Ellis v. McKenzie

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Justia Opinion Summary

The Court of Appeals affirmed the judgment of the circuit court finding that the Dormant Mineral Interests Act (the Act), Md. Code Ann. Envir. 15-1201 through 15-1206, is constitutional and terminating Petitioners’ mineral interests.

The Act authorizes a circuit court, under certain circumstances, to terminate a dormant severed mineral interest, thus effecting a merger of that mineral interest with the estate overlying it. Owners of surface estates (Respondents), invoked the Act, seeking termination of dormant mineral interests held by Petitioners. The circuit court entered a final order merging the terminated mineral interests of Petitioners into the surface estates of Respondents. The Supreme Court affirmed, holding that the Act does not violate Article 24 of the Maryland Declaration of Rights or Article III, section 40 of the Maryland Constitution because the Act is not retrospective and vested rights are not subject to Maryland’s enhanced protection rule.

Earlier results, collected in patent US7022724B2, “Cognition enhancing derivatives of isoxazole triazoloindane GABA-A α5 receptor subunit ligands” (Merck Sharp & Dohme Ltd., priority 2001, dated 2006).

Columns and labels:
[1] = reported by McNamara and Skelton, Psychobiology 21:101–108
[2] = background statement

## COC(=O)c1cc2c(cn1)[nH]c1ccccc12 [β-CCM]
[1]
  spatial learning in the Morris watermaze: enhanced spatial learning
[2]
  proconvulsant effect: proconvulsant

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James H. Ellis, et al. v. Olin L. McKenzie, et al., No. 16, September Term, 2017. Opinion by Rodowsky, J. MARYLAND CONSTITUTIONAL LAW – Declaration of Rights, Article 24 and Constitution, Article III, Sec. 10 – Constitutional challenge to Dormant Mineral Interests Act (DMIA) by owners of mineral rights severed over 100 years ago, in defense of action by surface owners to terminate, under DMIA, mineral rights never "used" by mineral owners or their predecessors. Mineral owners assert that, under Muskin, 422 Md. 544 (2011) and Dua, 370 Md. 604 (2002), Md. Const. affords greater protection of vested rights against retrospective legislation and uncompensated taking than does the federal constitution. HELD: Validity of DMIA sustained. Under Landgraf test, 511 U.S. 244, adopted in John Deere Const., 406 Md. 139, DMIA is not retrospective and vested rights are not subject to Maryland’s enhanced protection rule. Under modern due process principles, there is no taking. Circuit Court for Garrett County Case No. 11-C-13-012941 Argued: October 11, 2017 IN THE COURT OF APPEALS OF MARYLAND No. 16 September Term, 2017 ______________________________________ JAMES H. ELLIS, ET AL. v. OLIN L. McKENZIE, ET AL. ______________________________________ Barbera, C.J. Greene Adkins Watts Hotten Getty Rodowsky, Lawrence F. (Senior Judge, Specially Assigned), JJ. ______________________________________ Opinion by Rodowsky, J. ______________________________________ Filed: January 26, 2018 The Dormant Mineral Interests Act (DMIA or the Act), Maryland Code (1982, 2014 Repl. Vol.), §§ 15-1201 through 15-1206 of the Environment Article (En.) authorizes a circuit court, under specified circumstances, to terminate a dormant "severed mineral interest," thereby effecting a merger of that mineral interest with the estate overlying it. Respondents, Olin L. McKenzie, et al., owners of surface estates, invoked the Act in the Circuit Court for Garrett County. Petitioners, James H. Ellis, et al., owners of severed mineral interests, challenged, inter alia, the constitutionality of the Act. The circuit court sustained the Act and terminated petitioners' mineral interests. On appeal, the Court of Special Appeals affirmed in an unreported opinion. We granted certiorari. 453 Md. 356, 162 A.3d 837 (2017). For the reasons hereinafter set forth, we affirm. Factual and Procedural Background Between 1884 and 1898, one Sarah Wright conveyed, cumulatively, hundreds of acres in Garrett County by seven deeds that, by variously phrased clauses, reserved the mineral interests. She died in 1900, leaving a will that divided her estate into four equal shares. The respondents are the present owners of the fee simple interests in the surface tracts who trace their titles back to the seven deeds from Sarah Wright. Petitioners are, to the extent known, the individuals and personal representatives who, prior to the termination of dormant mineral interests, owned or had claims to those mineral interests by tracing back to one of the four shares of Sarah Wright's testamentary estate. Prior to the filing of the initial Petition for Termination in this action, none of the petitioners in this case knew of the existence of the severed mineral interests. DMIA was enacted by the Acts of 2010, Chapters 268 and 269, effective October 1, 2010. The respondents learned that the mineral interests were severed from their surface interests and employed a genealogy expert who conducted a study to identify the present heirs and descendants who inherited the mineral interests. The respondents filed a Petition for Termination of Dormant Mineral Interests on January 10, 2013. Service of process was effected on the petitioners in personam or by publication. The circuit court entered default against forty-six of the petitioners. The remaining mineral interest owners filed answers to the petition, asserting that the DMIA is unconstitutional and that the petition failed properly to name several parties. Specifically the latter contention was that the petition incorrectly named Edward C. Boyce and his brothers, Kenneth and Leslie, as deceased parties with unknown heirs. It was further contended that the petition failed to name the personal representatives of Emma Englar Ellis and Helen L. Patchen Hafer pursuant to Md. Code (1974, 2011 Repl. Vol.), § 1-301 of the Estates & Trusts Article. The respondents thereupon conducted discovery to identify the missing parties. During this period, George Thomsen, as personal representative of the Estate of Emma Englar Ellis, filed a notice of intent to preserve mineral interest on April 10, 2013; Doris J. Erb, as personal representative of the Estate of Helen Patchen Hafer, filed a notice of intent to preserve mineral interest on April 19, 2013; and Edward C. Boyce filed a notice of intent to preserve mineral interest on behalf of himself and his brothers on June 27, 2013. 2 Following discovery, the respondents filed their fourth amended petition, joining all of the owners of mineral interests. The parties commendably stipulated to the facts and limited the issues to the constitutionality of the DMIA and the validity of the Notices of Intent to Preserve Mineral Interest ("notices to preserve"). The stipulation also detailed that "[n]o Notice of Intent to Preserve Mineral Interests as allowed under § 15-1204 of the Environment Article was filed in the Land Records of Garrett County by or on behalf of any Respondent or by any person identifying any of the Severed Mineral Interests in this proceeding before the initial Petition for Termination was filed in this action on January 10, 2013." The stipulation listed each of the notices to preserve recorded after the original petition and then noted that the "[petitioners] who are parties to this Stipulation contend that the Notices of Intent are effective to preserve some or all of the Severed Mineral Interests. The [respondents] contend that the Notices of Intent are not effective to preserve any of the Severed Mineral Interests." The circuit court heard argument on September 14, 2015. By memorandum and order entered on September 18, 2015, it concluded that (1) the DMIA is constitutional; (2) the respondents made the diligent inquiry to find unknown mineral interest owners required by the DMIA, as reflected in an affidavit; and (3) the notices to preserve are void because they were recorded after the commencement of an action to terminate mineral interests. On September 29, 2015, the circuit court entered a final order merging the terminated mineral 3 interests of the petitioners into the surface estates of the respondents.1 The order also voided the notice of intent to preserve mineral interest that had been filed in the Land Records of Garrett County. The petitioners noted an appeal to the Court of Special Appeals on October 15, 2015. That court affirmed on both issues. It concluded that the instant case is indistinguishable from Harvey v. Sines, 228 Md. App. 283, 137 A.3d 1045 (2016), in which the Court of Special Appeals had held that the DMIA is constitutional because the Act does not retrospectively abrogate a property right. The Court of Special Appeals also determined that the notices to preserve did not preserve the interests because they were filed after the action commenced despite minor errors in the petition. The mineral interest owners petitioned for a Writ of Certiorari on March 27, 2017, and the respondents answered on April 10, 2017. This Court granted the writ on June 21, 2017. Additional facts will be stated in the discussion of the issues. Questions Presented "1. Does the DMIA violate Article 24 of the Maryland Declaration of Rights and Article III, § 40 of the Maryland Constitution by retrospectively 1 The respondents are Olin L. McKenzie and Christine A. McKenzie, personal representatives of the Estate of Roger M. McKenzie, Happy Hills Farm, LLC, Charles R. Sterrett and Harriett M. Sterrett, his wife, Van A. Valenta and Claudia Valenta, his wife (Peter Herzfeld and Patty Newell, later substituted), Brian J. Hasslinger and Claire Hasslinger, his wife, Robert E. Schetrompf and Mildred P. Schetrompf, Trustees of the Schetrompf Family Trust, and Glenn A. Durst. The names of the petitioners are listed in a four-page addendum to the circuit court's final order that is headed "EXHIBIT A." Exhibit A is set forth as an addendum to this opinion. 4 taking a vested property interest from a mineral owner and transferring it to a surface owner without compensation? "2. Is a notice of intent to preserve a severed mineral interest effective if recorded by the personal representative of a deceased owner's estate while an action to terminate the interest is pending against the decedent's descendants but not against the personal representative?" The Act DMIA creates a right in a surface owner of realty that is subject to a severed mineral interest to maintain an action to terminate that severed mineral interest as long as the mineral interest is dormant. No such action was permitted during a one-year grace period following the effective date of the Act. En. § 15-1203(a)(1). A mineral interest is dormant if, for twenty or more years preceding an action to terminate, it has not been used and it is not the subject of a notice recorded during that minimum twenty-year period. En. § 15-1203(a)(2).2 Owners of mineral interests can prevent a court from concluding that their interests are dormant by acting in such a way that is “using” the interest. These actions are active mineral operations, payment of certain taxes relating to the mineral interest, "[r]ecordation 2 En. § 15-1203(a)(2) reads: "A mineral interest is dormant for the purpose of this subtitle if: "(i) The mineral interest is unused for a period of 20 or more years preceding the commencement of termination of the mineral interest; and "(ii) Notice of the mineral interest was not recorded during the period of 20 or more years preceding the commencement of termination of the mineral interest." The notice referred to in § 15-1203(a)(2)(ii) is a notice of intent to preserve mineral interest authorized by § 15-1204, described infra. 5 of an instrument that creates, reserves, or otherwise evidences … the mineral interest," or recordation of a judgment that specifically references the interest. § 15-1203(c).3 The owner of a mineral interest who wishes to preserve it "may record, at any time, a notice of intent to preserve the mineral interest," or part thereof. § 15-1204(a)(1). Certain information identifying the mineral interest is required. § 15-1204(c). In addressing both the petition to terminate mineral interests and the notice of intent to preserve such interests, the Act recognizes that there most likely will be difficulties in identifying the owners of a severed, dormant, mineral interest. Section 15-1201(g)(1) defines "'Unknown or missing owner'" as "any person vested with a severed mineral interest whose present identity or location cannot be determined: 3 Section 15-1203(c), as of the entry of final judgment, provided: "(c) (1) Except as provided in paragraph (2) of this subsection, the following actions taken by or under the authority of the owner of a mineral interest in relation to any mineral that is part of the mineral interest shall constitute use of the entire mineral interest: "(i) Active mineral operations on or below the surface of the real property or other property utilized or pooled with the real property, including production, geophysical exploration, exploratory or developmental drilling, mining, exploitation, and development of minerals; "(ii) Payment of taxes on a separate assessment of the mineral interest or of a transfer or severance tax relating to the mineral interest, in accordance with § 8-229 of the Tax-Property Article; "(iii) Recordation of an instrument that creates, reserves, or otherwise evidences a claim to, or the continued existence of, the mineral interest, including an instrument that transfers, leases, or divides the interest; and "(iv) Recordation of a judgment or decree that makes a specific reference to the mineral interest. "(2) The injection of substances for the purpose of disposal or storage does not constitute use of a mineral interest." 6 "(i) From the records of the county where the severed mineral interest is located; or "(ii) By diligent inquiry in the vicinity of the owner's last known place of residence." The defined term includes heirs, successors, or assignees. § 15-1201(g)(2). Thus, § 15-1203(b)(2) provides that an action to terminate "may be maintained, whether or not the owner of the severed mineral interest is an unknown or missing owner." Such an action "must be in the nature of and require the same notice as is required in an action to quiet title as set forth in § 14-108 of the Real Property Article." En. § 151203(b)(1). The Act also recognizes that the owners of certain severed dormant mineral rights might, as here, not have filed a notice of intent to preserve because the owners were unaware that they owned such rights until they received notice of the filing of an action to terminate those rights. En. § 15-1205(b) & (c) address these circumstances with a compromise. Section 15-1205(b) provides: "In an action to terminate a mineral interest in accordance with § 15-1203 of this subtitle, the court shall permit the owner of the mineral interest to record a late notice of intent to preserve the mineral interest as a condition of dismissal of the action, if the owner of the mineral interest pays the litigation expenses incurred by the surface owner of the real property that is subject to the mineral interest." Section 15-1205(c), however, imposes the following limitation: "This section does not apply in an action in which a mineral interest has been unused in accordance with § 15-1203 of this subtitle for a period of 40 years or more preceding the commencement of the action." We turn now to the arguments of the petitioning mineral rights owners. 7 Discussion I Petitioners rest their first argument on two provisions of the Maryland Constitution. Article 24 of the Declaration of Rights provides: "That no man ought to be … disseized of his freehold, liberties or privileges … or, in any manner, destroyed, or deprived of his life, liberty or property, but by the judgment of his peers, or by the Law of the land." "[T]he phrase 'law of the land' … expresses the same concept as 'due process of law' in the Fourteenth Amendment" to the Constitution of the United States. City of Frostburg v. Jenkins, 215 Md. 9, 15, 136 A.2d 852, 854-55 (1957). Maryland Constitution, Article III, § 40, additionally relied on, provides that "[t]he General Assembly shall enact no Law authorizing private property to be taken for public use, without just compensation … being first paid or tendered to the party entitled to such compensation." This provision has been equated with the Takings Clause of the Fifth Amendment and the Due Process Clause of the Fourteenth Amendment. Erb v. Maryland Dep't of Environment, 110 Md. App. 246, 262, 676 A.2d 1017, 1025 n.2 (1996). These two provisions "have been shown, through a long line of Maryland cases, to prohibit the retrospective reach of statutes that would result in the taking of vested property rights." Muskin v. State Dep't of Assessments & Taxation, 422 Md. 544, 556, 30 A.3d 962, 968 (2011) (emphasis added) (citing Dua v. Comcast Cable of Maryland, Inc., 370 Md. 604, 805 A.2d 1061 (2002)). But, "because of the numerous opinions by this Court dealing with the constitutionality of retroactive civil statutes … in applying Article 24 of the Declaration 8 of Rights and Article III, § 40, of the Constitution …, there is little reason to rely on nonbinding out-of-state authority." Dua, 370 Md. 604, 623, 805 A.2d 1061, 1072 (emphasis added). In Texaco, Inc. v. Short, 454 U.S. 516, 102 S. Ct. 781, 70 L. Ed. 2d 738 (1982), the Supreme Court sustained, against a due process challenge, an Indiana Dormant Mineral Interests Act that automatically terminated the dormant interest for failure to register after a grace period. Petitioners' position here, in reliance on Dua and Muskin, is that the Maryland Constitution is more protective than the federal constitution against legislation that retrospectively abrogates vested rights. Dua and its companion case, Harvey v. Kaiser Found. Health Plan of the MidAtlantic States, Inc., each found statutes that retroactively extinguished restitutionary rights to be unconstitutional. Dua, 370 Md. at 618, 805 A.2d at 1069. Dua arose after this Court held in United Cable v. Burch, 354 Md. 658, 732 A.2d 887 (1999), that the late charges imposed by a cable television provider violated the interest rate set, absent statutory authorization, by the Maryland Constitution. Dua, 370 Md. at 611-13, 805 A.2d at 1066. The General Assembly then enacted a statute establishing a rate which applied not only prospectively but also purportedly validated the excess interest previously collected unlawfully, thereby extinguishing consumers' claims for refunds. Id. at 613, 805 A.2d at 1066. In the Harvey case, health maintenance organizations (HMOs) had collected subrogation claims without authorization. Id. at 615-16, 805 A.2d at 1068. Subsequent legislation prospectively authorized subrogation and purported to make lawful the past 9 collections, thereby extinguishing subscribers' claims for refunds. Id. at 615, 805 A.2d at 1068. After a thorough, historical review of the decisions of this Court, we, speaking through Judge Eldridge, held both enactments to be unconstitutional in part. We reasoned: "In light of this Court's opinions, it is clear that retrospective statutes abrogating vested property rights (including contractual rights) violate the Maryland Constitution. To reiterate, the central issue, in cases like the present ones, is whether vested rights are violated and not whether the retroactive statutes are 'rational.' The Court's opinions indicate that the particular provisions of the Constitution which are violated by such acts are Article 24 of the Declaration of Rights and Article III, § 40, of the Constitution. Furthermore, these constitutional provisions literally cover the matter. A statute having the effect of abrogating a vested property right, and not providing for compensation, does 'authoriz[e] private property, to be taken …, without just compensation' (Article III, § 40). Concomitantly, such a statute results in a person or entity being 'deprived of his … property' contrary to 'the law of the land' (Article 24)." Id. at 629-30, 805 A.2d at 1076 (footnote omitted). The principles of Dua were applied to a statute terminating an interest in realty in Muskin, 422 Md. 544, 30 A.3d 962. The petitioner in Muskin challenged the constitutionality of ch. 290 of the Acts of 2007 which enacted a system of ground rent lease registration, now codified as Maryland Code (1974, 2010 Repl. Vol., 2016 Cum. Supp.), §§ 8-701 through 8-711 of the Real Property Article (RP).4 Muskin, 422 Md. at 549, 30 A.3d at 965. Upon failure to register by the end of a grace period ending September 30, 2010, RP § 8-707(a) (1974, 2010 Repl. Vol.), "the reversionary interest of the ground lease holder 4 "A ground rent lease, common in Baltimore City, is a renewable 99 year lease where the fee simple owner of a property receives an annual or semi-annual payment ('ground rent') and retains the right to re-enter the property and terminate the lease if the leaseholder fails to pay." Muskin, 422 Md. at 550, 30 A.3d at 965. 10 under the ground lease is extinguished and ground rent is no longer payable to the ground lease holder." RP § 8-708(a) (1974, 2010 Repl. Vol.). Upon extinguishment "the Department [of Assessments and Taxation] shall issue to the leasehold tenant a ground lease extinguishment certificate." RP § 8-708(b) (1974, 2010 Repl. Vol.). Its effect is "to conclusively vest a fee simple title in the leasehold tenant." RP § 8-708(c) (1974, 2010 Repl. Vol.). In Muskin, we sustained the registration provisions of the Ground Rent Registry Statute. 422 Md. at 553-54, 30 A.3d at 967. To determine whether the ground rent extinguishment provisions were constitutional, we evaluated "whether the statute purports to apply retrospectively … or takes property without just compensation." Id. at 557, 30 A.3d at 969 (footnote omitted). Pursuant to the dictates of Dua, 370 Md. at 623, 805 A.2d at 1072, we performed that evaluation "guided by the stare decisis principles of relevant Maryland case law interpreting the Maryland Constitution, rather than relying on nonbinding federal authorities interpreting reputedly analogous federal constitutional provisions." Muskin, 422 Md. at 556, 30 A.3d at 969. Retrospectivity Muskin addressed the elements of a retrospective statute: "[W]e said in John Deere Const. & Forestry Co. v. Reliable Tractor, Inc., 406 Md. 139, 147, 957 A.2d 595, 599 (2008), 'this Court has only provided limited analysis of what constitutes a retrospective application of a statute.' In John Deere, we explained that necessarily there is no bright line rule for determining what constitutes retrospective application, but opined nonetheless that retrospective statutes are those that 'would impair rights a party possessed when he acted, increase a party's liability for past conduct, or impose new duties with respect to transactions already completed.' 406 Md. 11 at 147, 957 A.2d at 599 (citing Landgraf v. USI Film Prods., 511 U.S. 244, 269, 114 S. Ct. 1483, 1499, 128 L. Ed. 2d 229, 254 (1994)). In John Deere, we adopted the Supreme Court's Landgraf factors analysis for retrospectivity that evaluates 'fair notice, reasonable reliance, and settled expectations' to determine 'the nature and extent of the change in law and the degree of connection between the operation of the new rule and a relevant past event.' Landgraf, 511 U.S. at 270, 114 S. Ct. at 1499, 128 L. Ed. 2d at 255." 422 Md. at 557-58, 30 A.3d at 969-70. The extinguishment provision of ch. 290, the Ground Rent Registry Statute, defeated the "reasonable reliance" and "settled expectations" of ground rent owners, because, inter alia, they "rely reasonably on the future income from ground rents or the ability to sell the fee simple interest on the open market or in the future, if necessary." Id. at 558, 30 A.3d at 970. "The unique form of property represented by a ground rent is a fungible asset, freely bought and sold, and passed down through generations." Id. Further, "[o]nce the extinguishment provision is triggered, Chapter 290 does not provide for additional remedies, such as an appeal or opportunity for a hearing." Id. at 559, 30 A.3d at 970. It seemed to be "a rather extreme regulatory overreaching to remedy anecdotal problems." Id. In the case before us, the petitioners/dormant mineral rights owners do not contend that DMIA did not afford fair notice. With respect to "reasonable reliance" and "settled expectations," there are differences between the ground rent statute and DMIA. The fatal flaw in the former was that it cut off, for failure to register, the income stream that the ground rent holders enjoyed and reasonably expected to enjoy. By definition a dormant mineral interest is not, and has not been for twenty years, producing any income, inasmuch as it has been "unused" for at least that period preceding the filing of a petition to terminate. 12 DMIA recognizes the value of the alienability of severed mineral rights by defining as "use" a transfer of such rights that is demonstrated by a land record within the twenty years preceding a petition to terminate. En. § 15-1203(c)(iii). Nor does DMIA automatically terminate the dormant interest upon failure to register it by the expiration of a post-effective date grace period, as did the ground rent statute. Indeed, failure to register by the expiration of the grace period has no adverse effect on the owner of the mineral right. That owner may file a notice of intent to use so long as the surface owner has not petitioned to terminate. Then, unlike the notice of extinguishment of a ground rent that was issued automatically by the Department of Assessments and Taxation, the owner of a severed, allegedly dormant mineral interest has the opportunity to defend against the petition to terminate on any of four grounds, use, payment of taxes, recorded instrument, and reference in a judgment, En. § 15-1203(c)(1)(i)-(iv), which, if found to exist as to any part of the mineral interest at any time in the preceding twenty years, defeats termination as to the whole of the mineral interest. Even if the petition to terminate is found by the court prima facie to lie, the owner of a severed mineral interest that has been unused for up to, but not including, forty years before the commencement of an action to terminate may compel dismissal of the action by filing a late notice of intent to use and by reimbursing the surface owner for that party's "litigation expenses" in bringing the action. En. § 15-1205(b) & (c). There are additional reasons why petitioners had no reasonable reliance or settled expectation that their mineral interests would never be the subject of legislation that could lead to termination of those interests. The fact is that they did not even know that they 13 owned the interests. Further, the record is silent as to whether there are any minerals below the surfaces of the lots, and petitioners have not presented their case on the basis that they have access to minerals and are prepared to exploit them. If there are no minerals worth exploiting, the value of the claim to mineral rights would seem to lie in the extent of the price that the surface owners might be willing to pay to clear title. If there are in fact minerals on the lands, petitioners and their predecessors have not exploited them for over 100 years. The State has an interest in having title cleared or minerals exploited. Petitioners have no settled expectation that the State would not intervene and they have not acted in reasonable reliance on perpetual non-intervention by the State. The issue of the constitutionality of DMIA was presented to the Court of Special Appeals in Harvey v. Sines, 228 Md. App. 283, 137 A.3d 1045 (2016), in which the mineral rights owner argued that Muskin required finding invalidity. Id. at 291-92, 137 A.3d at 1049. The Court of Special Appeals sustained the Act. Id. at 302, 137 A.3d at 1055. On the question of retrospectivity, it found Muskin inapplicable for many of the same reasons as those on which we rely, supra. Id. at 299-300, 137 A.3d at 1054. There was no petition for certiorari in Harvey v. Sines. Petitioners submit that the settled expectations of mineral owners is "that they will hold onto the rights until sometime in the future when they—not the General Assembly— determine that it is advantageous to use them." They cite Scharf, Cmm'r v. Tasker, 73 Md. 378, 21 A. 56 (1891), where this Court invalidated legislation that would have forfeited to the State realty owned by persons who were unknown to the assessing authorities and who 14 did not establish title by a fixed date. Legislation in 1781, 1787, and 1788 awarded lots (the military lots) totaling upwards of 200,000 acres of reserved land in Allegany and Garrett Counties to officers and soldiers of the "Maryland line" for services in the Revolutionary War. Acts of 1890, ch. 513, preamble. Over the next century, upwards of 1,000 of the military lots were unassessed and the taxes on them went unpaid because the owners were unknown. Id. Chapter 513, § 1 of the Acts of 1890 required, after newspaper notice, "the legal heirs, assigns, devises and representatives of all officers and soldiers who served in the 'Maryland line'" to establish their claims to military lots by April 1, 1891. Otherwise, the lots that were not patented or claimed would be forfeited to the State and sold. Acts of 1890, ch. 513, § 1. Section 2 of Chapter 513 of the 1890 Acts provided that Allegany and Garrett Counties should have free access to the records in the land office of all patents, etc. affecting the titles to the military lots. Scharf, the Commissioner of the Land Office, insisted on collecting the fees required by other statutory provisions, which the affected counties would not pay. Scharf, 73 Md. at 381, 21 A. at 56. The affected counties, through their agent, obtained a writ of mandamus against the Commissioner, who appealed. Id. at 380-81, 21 A. at 56. Scharf held the 1890 Act unconstitutional on a number of grounds. In the principal discussion, this Court found that the Act violated the requirement "'that every law enacted by the General Assembly shall embrace but one subject, and that shall be described in its title.'" Id. at 383, 21 A. at 57. That is the holding for which the decision has been cited in our cases. 15 Without any acknowledgement of jus tertii ramifications, Scharf alternatively held as follows: "But the Legislature exceeded the limits of its authority when it undertook, in the same section, to forfeit the property—the title and estate—of all unknown owners upon their failure to produce, within the time designated, the evidence of their title. It needs no argument and no citation of authority to show that the title of the unknown owners of these lots cannot be forfeited without due process of law; and that such legislation as this is far from having even the semblance of due process of law. Whilst it might not be appropriate to comment upon, or to criticise, the questionable propriety of this fruitless effort to confiscate the property which the State, more than 100 years ago, in a spirit of gratitude, voluntarily donated to the heroic men who fought with such signal and such distinguished courage in the protracted struggle for our independence, we should perform our duty but imperfectly if we hesitated to declare, with unequivocal emphasis, that this feature of the Act is plainly in contravention of the twenty-third [now twenty-fourth] Article of the Declaration of Rights." Id. at 382, 21 A. at 56-57. Petitioners correctly point out that Scharf protected titles of which the holders were unaware for over 100 years. Scharf does not rest, however, on the rationale that the reasonable expectations of the title holders required protection from retrospective legislation. The 1890 Act is not described in Scharf as operating retrospectively. Scharf is not listed as a retrospective decision of this Court that Dua catalogued as requiring Art. 24 of the Declaration of Rights and Maryland Constitution, Art. III, § 40 to be applied more protectively of vested rights than the Due Process Clause of the Fourteenth Amendment. Scharf exemplifies the nineteenth century concept of substantive due process, in that it denies legislative power prospectively to affect vested rights. R. Rotunda & J. Nowak, Treatise on Constitutional Law: Substance and Procedure § 15.4(b), at 827-30 (5th 16 ed. 2012). Today, under due process, this Court ordinarily tests the validity of nonretrospective legislative regulation by the same standard applied under the federal constitution. The Supreme Court has validated, contrary to a due process challenge, a version of dormant mineral rights legislation that was less protective of the rights of mineral owners than is DMIA. See Texaco, Inc. v. Short, 454 U.S. 516, 102 S. Ct. 781, 70 L. Ed. 2d 738 (1982). The Court said: "Each of the actions required by the State to avoid an abandonment of a mineral estate furthers a legitimate state goal. Certainly the State may encourage owners of mineral interests to develop the potential of those interests; similarly, the fiscal interest in collecting property taxes is manifest. The requirement that a mineral owner file a public statement of claim furthers both of these goals by facilitating the identification and location of mineral owners, from whom … the county may collect taxes. The State surely has the power to condition the ownership of property on compliance with conditions that impose such a slight burden on the owner while providing such clear benefits to the State." Id. at 529-30, 102 S. Ct. at 792, 70 L. Ed. 2d at 751 (footnote omitted). We find that petitioners had no reasonable reliance or settled expectation that the State would not undertake to create a balanced system that would "enable and encourage [the] marketability of real property and … mitigate the adverse effect of dormant mineral interests." Uniform Law Commission, Uniform Dormant Mineral Interests Act, § 1(a). DMIA is not retrospective legislation that abrogates vested rights. DMIA's compliance with due process requirements is not to be measured by the added protection afforded by the Maryland constitutional provision against retrospective legislation. Because, in this case, the due process concepts of Maryland Constitution, Declaration of Rights, 17 Art. 24 and of Maryland Constitution, Art. III, § 40 are properly to be treated in pari materia with the Due Process Clause of the Fourteenth Amendment, we hold that DMIA does not violate petitioners' due process rights under those Maryland constitutional provisions. Taking Petitioners alternatively contend that DMIA takes property without just compensation in violation of Maryland Constitution, Art. III, § 40. They again rely on Muskin which invalidated the Ground Rent Registry Statute because it took "private property impermissibly from the ground lease owner and transfer[red] it to the lease holders, without just compensation." Muskin, 422 Md. at 563, 30 A.3d at 973. We do not accept petitioners' contention because there has been no taking. The defect in the Ground Rent Registry Statute was that it indiscriminately extinguished ground rents that were being paid along with those that were not being paid. It differentiated "rather strictly between registrants under an entirely new scheme and nonregistrants." Id. at 562, 30 A.3d at 972. Failure to register by the due date terminated valuable rents as well as worthless rents. In DMIA, the Legislature has taken pains to limit to dormant interests the extinguishment and merger. Mineral rights in use are not subject to termination, unlike the rents that were current in Muskin. Under DMIA, there is no automatic termination of rights on failure to register by a date certain. The process is not triggered unless and until the surface owner petitions to terminate. A mineral rights owner can forestall for twenty years a petition to terminate by first filing a notice of intent to preserve. Merely paying taxes on 18 the mineral rights or recording some transaction evidencing their existence is "use." The mineral rights owner, who has failed to file a notice of intent to preserve before the surface owner petitions to terminate, may still file a late notice of intent to preserve by reimbursing expenses to the surface owner who brought the omission to the attention of the mineral rights owner. Only the owner whose rights have been unused for forty years prior to a petition to terminate is ineligible to file late. This process is a far cry from taking property. The Indiana Dormant Minerals Act that was before the Supreme Court in Texaco, Inc. v. Short, 454 U.S. 516, 102 S. Ct. 781, 70 L. Ed. 2d 738, was structured as a register by a date certain or suffer forfeiture statute, much like the Maryland ground rent statute in Muskin. Rejecting a contention that the Indiana Act took property without just compensation, the Court said: "In ruling that private property may be deemed to be abandoned and to lapse upon the failure of its owner to take reasonable actions imposed by law, this Court has never required the State to compensate the owner for the consequences of his own neglect. We have concluded that the State may treat a mineral interest that has not been used for 20 years and for which no statement of claim has been filed as abandoned; it follows that, after abandonment, the former owner retains no interest for which he may claim compensation. It is the owner's failure to make any use of the property—and not the action of the State—that causes the lapse of the property right; there is no 'taking' that requires compensation. The requirement that an owner of a property interest that has not been used for 20 years must come forward and file a current statement of claim is not itself a 'taking.'" Id. at 530, 102 S. Ct. at 792-93, 70 L. Ed. 2d at 751-52. A decision by this Court is somewhat analogous to the reasoning of Texaco. Safe Deposit & Trust Co. v. Marburg, 110 Md. 410, 72 A. 839 (1909), involved the Act of 1884, 19 ch. 502, providing that, if a ground rent had not been paid for twenty consecutive years, the rent "shall be conclusively presumed to have been extinguished." This Court construed the statute to effect extinguishment of the reversionary interest and a transfer to the leasehold owner. Id. at 414, 72 A. at 840. Addressing constitutionality, we likened the act to laws vesting good title by adverse possession and said: "In this case more than 20 years had elapsed since the passage of the Act of 1884, during which time the owners of the reversion could have asserted their rights, but not having done so there can be no more reason why they shall not be barred than there would be in case a third person had been in adverse possession for the period fixed by the statute." Id. at 415-16, 72 A. at 841. There was no "taking" of the reversionary interests in Marburg and there is none here. II Petitioners next contend that the mineral interests have been preserved. They posit an attenuated argument under which the late filing of notices to preserve is permitted because of defects in the original petitions identifying the holders of certain fractional interests in the severed mineral rights. The facts are these. The original petition was filed January 10, 2013. It averred that a one-eighth interest held by Emma Englar Ellis who died October 14, 1980, passed to her heirs at law. Petitioners point out that title to a decedent's realty, by statute, passed to the personal representative. Ellis's personal representative filed notice to preserve on April 10, 2013. Similarly, Helen Hafer, who held a 1/96th interest died in 2009. Her descendants 20 were named in the petition. Her personal representative filed a notice to preserve on April 19, 2013. The petition identified Edward C. Boyce, a 1/480th owner, as deceased and named his "Unknown Heirs" as defendants. Mr. Boyce filed a notice to preserve on June 27, 2013. Petitioners' theory is that, in pleading an action to terminate dormant mineral rights, a surface owner must identify the holder of each ownership interest or explain why an interest's owner is unknown or unlocated. The latter is not simply a "'catch-all' category." Until the pleadings requirement is satisfied, petitioners assert, those interests are not subject to termination and the proper defendants may file a notice to preserve. Further, one coowner may file a notice to preserve for the benefit of any or all co-owners. En. § 151204(b)(1)(iii). Here, the requirements under petitioners' theory were not satisfied until the Fourth Amended Complaint by the respondents was filed in May 2015, well after the filing of the three above-described notices to preserve. Petitioners conclude that their mineral rights have been preserved in their entirety. It should be noted that the circuit court found as an ultimate fact that the surface owners made a diligent inquiry to designate interests held by unknown or missing heirs and that finding is not challenged before us. The circuit court rejected the above-described contention by the petitioners for reasons with which we fully agree. Under En. § 15-1203(a)(2) a mineral interest is dormant if two elements are met: "(i) The mineral interest is unused for a period of 20 or more years preceding the commencement of termination of the mineral interest; and 21 "(ii) Notice of the mineral interest was not recorded during the period of 20 or more years preceding the commencement of termination of the mineral interest." (Emphasis added). Nothing in the Act alters the ordinary rule that the "commencement" of an action, here to terminate mineral rights, is the date of filing of the initial petition. Maryland Rules of Procedure, Rule 12-704, "Termination of dormant mineral interest," states that, after October 1, 2011, a surface owner "may initiate an action to terminate." Rule 12-704(a)(1). Thus, the three above-described notices were late. En. § 15-1205 permits the filing of a late notice to preserve "as a condition of dismissal of the action, if the owner of the mineral interest pays the litigation expenses incurred by the surface owner." § 15-1205(b). But, § 15-1205 does not apply where the mineral interest has been unused "for a period of 40 years or more preceding the commencement of the action." § 15-1205(c). The parties stipulated that none of the specified acts that constitute "use" had taken place in the forty years "preceding the filing of the Petition for Termination in this action," and that they had no knowledge of "use" at any time after the Sarah Wright deeds were operative. For the foregoing reasons, we affirm. JUDGMENT OF THE COURT OF SPECIAL APPEALS AFFIRMED. COSTS TO BE PAID BY THE PETITIONERS. 22 Appendix A 2 3 4 5